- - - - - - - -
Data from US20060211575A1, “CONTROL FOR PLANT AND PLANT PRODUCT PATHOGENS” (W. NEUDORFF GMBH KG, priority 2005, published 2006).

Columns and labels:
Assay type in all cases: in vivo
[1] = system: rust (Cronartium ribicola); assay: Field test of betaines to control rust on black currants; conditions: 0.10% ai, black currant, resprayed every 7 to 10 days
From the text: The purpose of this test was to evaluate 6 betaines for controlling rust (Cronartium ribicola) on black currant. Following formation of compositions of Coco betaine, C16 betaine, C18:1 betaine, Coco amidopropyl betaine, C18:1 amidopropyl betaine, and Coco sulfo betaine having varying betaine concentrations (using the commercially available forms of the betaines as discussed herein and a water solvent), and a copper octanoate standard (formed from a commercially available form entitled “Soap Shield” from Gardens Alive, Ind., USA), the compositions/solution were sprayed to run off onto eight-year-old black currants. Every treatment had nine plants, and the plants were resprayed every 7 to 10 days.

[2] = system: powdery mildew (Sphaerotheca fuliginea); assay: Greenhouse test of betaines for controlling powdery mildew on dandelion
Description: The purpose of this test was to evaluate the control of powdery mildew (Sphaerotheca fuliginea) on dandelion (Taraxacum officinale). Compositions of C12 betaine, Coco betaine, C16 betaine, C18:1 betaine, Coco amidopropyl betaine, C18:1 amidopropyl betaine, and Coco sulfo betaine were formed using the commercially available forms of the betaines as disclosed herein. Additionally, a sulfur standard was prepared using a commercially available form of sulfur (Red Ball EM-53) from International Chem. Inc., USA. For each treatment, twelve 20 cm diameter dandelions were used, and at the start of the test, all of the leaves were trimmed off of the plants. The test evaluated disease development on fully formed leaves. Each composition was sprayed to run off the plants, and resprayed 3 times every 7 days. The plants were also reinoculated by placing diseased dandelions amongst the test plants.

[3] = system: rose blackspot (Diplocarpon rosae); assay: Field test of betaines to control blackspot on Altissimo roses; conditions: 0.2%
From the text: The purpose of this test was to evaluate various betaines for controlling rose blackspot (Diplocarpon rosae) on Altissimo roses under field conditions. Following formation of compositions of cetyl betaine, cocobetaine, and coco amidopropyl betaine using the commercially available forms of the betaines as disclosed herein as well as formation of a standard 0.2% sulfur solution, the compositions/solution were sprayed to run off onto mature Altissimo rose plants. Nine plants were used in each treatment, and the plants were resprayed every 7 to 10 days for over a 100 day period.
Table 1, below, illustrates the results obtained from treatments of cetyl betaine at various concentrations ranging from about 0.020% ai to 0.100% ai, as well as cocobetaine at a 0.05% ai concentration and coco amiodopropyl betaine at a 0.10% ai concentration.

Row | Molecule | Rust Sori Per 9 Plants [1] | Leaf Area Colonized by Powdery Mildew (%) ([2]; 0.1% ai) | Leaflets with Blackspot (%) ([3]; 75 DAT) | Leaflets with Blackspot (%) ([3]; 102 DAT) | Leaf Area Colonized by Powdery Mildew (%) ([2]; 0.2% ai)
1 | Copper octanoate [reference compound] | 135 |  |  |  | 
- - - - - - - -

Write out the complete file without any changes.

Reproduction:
Data from US20060211575A1, “CONTROL FOR PLANT AND PLANT PRODUCT PATHOGENS” (W. NEUDORFF GMBH KG, priority 2005, published 2006).

Columns and labels:
Assay type in all cases: in vivo
[1] = system: rust (Cronartium ribicola); assay: Field test of betaines to control rust on black currants; conditions: 0.10% ai, black currant, resprayed every 7 to 10 days
From the text: The purpose of this test was to evaluate 6 betaines for controlling rust (Cronartium ribicola) on black currant. Following formation of compositions of Coco betaine, C16 betaine, C18:1 betaine, Coco amidopropyl betaine, C18:1 amidopropyl betaine, and Coco sulfo betaine having varying betaine concentrations (using the commercially available forms of the betaines as discussed herein and a water solvent), and a copper octanoate standard (formed from a commercially available form entitled “Soap Shield” from Gardens Alive, Ind., USA), the compositions/solution were sprayed to run off onto eight-year-old black currants. Every treatment had nine plants, and the plants were resprayed every 7 to 10 days.

[2] = system: powdery mildew (Sphaerotheca fuliginea); assay: Greenhouse test of betaines for controlling powdery mildew on dandelion
Description: The purpose of this test was to evaluate the control of powdery mildew (Sphaerotheca fuliginea) on dandelion (Taraxacum officinale). Compositions of C12 betaine, Coco betaine, C16 betaine, C18:1 betaine, Coco amidopropyl betaine, C18:1 amidopropyl betaine, and Coco sulfo betaine were formed using the commercially available forms of the betaines as disclosed herein. Additionally, a sulfur standard was prepared using a commercially available form of sulfur (Red Ball EM-53) from International Chem. Inc., USA. For each treatment, twelve 20 cm diameter dandelions were used, and at the start of the test, all of the leaves were trimmed off of the plants. The test evaluated disease development on fully formed leaves. Each composition was sprayed to run off the plants, and resprayed 3 times every 7 days. The plants were also reinoculated by placing diseased dandelions amongst the test plants.

[3] = system: rose blackspot (Diplocarpon rosae); assay: Field test of betaines to control blackspot on Altissimo roses; conditions: 0.2%
From the text: The purpose of this test was to evaluate various betaines for controlling rose blackspot (Diplocarpon rosae) on Altissimo roses under field conditions. Following formation of compositions of cetyl betaine, cocobetaine, and coco amidopropyl betaine using the commercially available forms of the betaines as disclosed herein as well as formation of a standard 0.2% sulfur solution, the compositions/solution were sprayed to run off onto mature Altissimo rose plants. Nine plants were used in each treatment, and the plants were resprayed every 7 to 10 days for over a 100 day period.
Table 1, below, illustrates the results obtained from treatments of cetyl betaine at various concentrations ranging from about 0.020% ai to 0.100% ai, as well as cocobetaine at a 0.05% ai concentration and coco amiodopropyl betaine at a 0.10% ai concentration.

Row | Molecule | Rust Sori Per 9 Plants [1] | Leaf Area Colonized by Powdery Mildew (%) ([2]; 0.1% ai) | Leaflets with Blackspot (%) ([3]; 75 DAT) | Leaflets with Blackspot (%) ([3]; 102 DAT) | Leaf Area Colonized by Powdery Mildew (%) ([2]; 0.2% ai)
1 | Copper octanoate [reference compound] | 135 |  |  |  | 